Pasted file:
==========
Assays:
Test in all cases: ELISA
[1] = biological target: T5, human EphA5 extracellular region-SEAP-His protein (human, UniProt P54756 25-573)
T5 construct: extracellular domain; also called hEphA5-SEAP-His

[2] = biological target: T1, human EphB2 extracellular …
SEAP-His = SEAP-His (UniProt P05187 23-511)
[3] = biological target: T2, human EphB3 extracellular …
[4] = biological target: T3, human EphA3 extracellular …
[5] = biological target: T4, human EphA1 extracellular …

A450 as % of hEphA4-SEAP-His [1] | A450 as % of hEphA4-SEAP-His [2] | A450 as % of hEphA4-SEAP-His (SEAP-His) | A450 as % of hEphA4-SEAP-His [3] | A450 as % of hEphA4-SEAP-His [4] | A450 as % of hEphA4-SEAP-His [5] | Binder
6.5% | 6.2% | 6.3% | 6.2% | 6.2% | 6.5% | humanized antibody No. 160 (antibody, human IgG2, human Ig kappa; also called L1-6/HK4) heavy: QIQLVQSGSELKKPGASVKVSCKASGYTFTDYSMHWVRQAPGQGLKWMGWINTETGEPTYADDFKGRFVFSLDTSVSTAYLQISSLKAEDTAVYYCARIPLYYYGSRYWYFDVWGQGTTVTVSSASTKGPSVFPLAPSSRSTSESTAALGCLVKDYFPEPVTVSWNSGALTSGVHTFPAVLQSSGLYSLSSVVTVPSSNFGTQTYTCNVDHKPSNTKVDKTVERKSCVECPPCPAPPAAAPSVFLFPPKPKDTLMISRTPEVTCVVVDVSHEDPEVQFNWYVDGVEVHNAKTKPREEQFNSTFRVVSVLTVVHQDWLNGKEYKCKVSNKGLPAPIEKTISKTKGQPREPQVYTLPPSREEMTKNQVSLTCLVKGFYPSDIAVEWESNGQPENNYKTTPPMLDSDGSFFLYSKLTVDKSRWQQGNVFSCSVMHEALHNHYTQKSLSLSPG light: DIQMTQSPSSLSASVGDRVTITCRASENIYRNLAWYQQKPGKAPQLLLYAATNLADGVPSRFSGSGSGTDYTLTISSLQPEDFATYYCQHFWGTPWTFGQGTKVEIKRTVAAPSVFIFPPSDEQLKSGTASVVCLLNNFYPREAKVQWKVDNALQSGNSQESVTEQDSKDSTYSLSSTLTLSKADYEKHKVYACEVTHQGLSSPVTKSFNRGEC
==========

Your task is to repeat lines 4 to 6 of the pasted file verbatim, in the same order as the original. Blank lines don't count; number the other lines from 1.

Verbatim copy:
T5 construct: extracellular domain; also called hEphA5-SEAP-His

[2] = biological target: T1, human EphB2 extracellular …
SEAP-His = SEAP-His (UniProt P05187 23-511)